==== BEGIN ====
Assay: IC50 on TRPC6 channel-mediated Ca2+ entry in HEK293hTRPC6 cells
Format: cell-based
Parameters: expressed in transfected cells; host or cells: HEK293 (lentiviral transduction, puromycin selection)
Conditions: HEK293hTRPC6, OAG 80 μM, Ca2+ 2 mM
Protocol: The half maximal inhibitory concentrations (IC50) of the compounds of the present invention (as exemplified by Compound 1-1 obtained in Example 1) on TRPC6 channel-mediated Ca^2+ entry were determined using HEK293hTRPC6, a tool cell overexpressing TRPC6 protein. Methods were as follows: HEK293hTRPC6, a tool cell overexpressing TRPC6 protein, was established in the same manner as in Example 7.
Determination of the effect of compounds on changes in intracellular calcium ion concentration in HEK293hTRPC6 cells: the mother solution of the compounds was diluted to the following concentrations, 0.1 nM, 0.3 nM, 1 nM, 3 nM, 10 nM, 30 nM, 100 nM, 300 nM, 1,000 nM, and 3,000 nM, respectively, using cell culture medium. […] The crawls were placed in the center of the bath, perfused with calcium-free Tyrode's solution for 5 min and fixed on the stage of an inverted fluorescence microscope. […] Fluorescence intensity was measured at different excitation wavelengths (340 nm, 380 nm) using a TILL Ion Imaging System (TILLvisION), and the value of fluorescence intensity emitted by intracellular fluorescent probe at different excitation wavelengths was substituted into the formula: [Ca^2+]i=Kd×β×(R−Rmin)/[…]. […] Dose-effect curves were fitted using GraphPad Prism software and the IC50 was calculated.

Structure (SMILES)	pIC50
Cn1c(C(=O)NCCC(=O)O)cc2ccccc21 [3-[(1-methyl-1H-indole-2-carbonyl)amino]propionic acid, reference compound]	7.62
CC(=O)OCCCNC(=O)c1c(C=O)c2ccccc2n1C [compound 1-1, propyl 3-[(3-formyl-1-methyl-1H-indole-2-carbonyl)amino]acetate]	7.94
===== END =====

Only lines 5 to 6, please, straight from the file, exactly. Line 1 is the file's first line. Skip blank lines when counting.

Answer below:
Protocol: The half maximal inhibitory concentrations (IC50) of the compounds of the present invention (as exemplified by Compound 1-1 obtained in Example 1) on TRPC6 channel-mediated Ca^2+ entry were determined using HEK293hTRPC6, a tool cell overexpressing TRPC6 protein. Methods were as follows: HEK293hTRPC6, a tool cell overexpressing TRPC6 protein, was established in the same manner as in Example 7.
Determination of the effect of compounds on changes in intracellular calcium ion concentration in HEK293hTRPC6 cells: the mother solution of the compounds was diluted to the following concentrations, 0.1 nM, 0.3 nM, 1 nM, 3 nM, 10 nM, 30 nM, 100 nM, 300 nM, 1,000 nM, and 3,000 nM, respectively, using cell culture medium. […] The crawls were placed in the center of the bath, perfused with calcium-free Tyrode's solution for 5 min and fixed on the stage of an inverted fluorescence microscope. […] Fluorescence intensity was measured at different excitation wavelengths (340 nm, 380 nm) using a TILL Ion Imaging System (TILLvisION), and the value of fluorescence intensity emitted by intracellular fluorescent probe at different excitation wavelengths was substituted into the formula: [Ca^2+]i=Kd×β×(R−Rmin)/[…]. […] Dose-effect curves were fitted using GraphPad Prism software and the IC50 was calculated.